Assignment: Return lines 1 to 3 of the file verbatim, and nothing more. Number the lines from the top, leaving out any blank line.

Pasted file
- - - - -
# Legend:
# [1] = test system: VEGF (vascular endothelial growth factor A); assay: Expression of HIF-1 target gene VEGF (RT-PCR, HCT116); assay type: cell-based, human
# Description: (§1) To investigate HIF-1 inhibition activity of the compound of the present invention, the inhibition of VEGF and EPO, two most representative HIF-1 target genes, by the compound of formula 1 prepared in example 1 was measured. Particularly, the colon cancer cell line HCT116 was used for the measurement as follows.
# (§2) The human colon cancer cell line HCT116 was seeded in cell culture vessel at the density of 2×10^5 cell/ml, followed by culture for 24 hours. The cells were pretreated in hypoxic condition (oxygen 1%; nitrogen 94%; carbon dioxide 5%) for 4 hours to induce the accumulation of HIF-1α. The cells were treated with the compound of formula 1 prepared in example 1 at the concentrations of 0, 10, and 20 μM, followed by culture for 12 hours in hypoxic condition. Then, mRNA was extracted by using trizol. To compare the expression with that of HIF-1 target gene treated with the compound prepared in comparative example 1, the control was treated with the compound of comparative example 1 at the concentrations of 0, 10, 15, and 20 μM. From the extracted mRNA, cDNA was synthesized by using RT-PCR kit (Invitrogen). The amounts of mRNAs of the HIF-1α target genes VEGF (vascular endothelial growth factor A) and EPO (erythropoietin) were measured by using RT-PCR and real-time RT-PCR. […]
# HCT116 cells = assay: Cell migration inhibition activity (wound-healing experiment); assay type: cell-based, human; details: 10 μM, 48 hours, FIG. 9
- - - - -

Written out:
# Legend:
# [1] = test system: VEGF (vascular endothelial growth factor A); assay: Expression of HIF-1 target gene VEGF (RT-PCR, HCT116); assay type: cell-based, human
# Description: (§1) To investigate HIF-1 inhibition activity of the compound of the present invention, the inhibition of VEGF and EPO, two most representative HIF-1 target genes, by the compound of formula 1 prepared in example 1 was measured. Particularly, the colon cancer cell line HCT116 was used for the measurement as follows.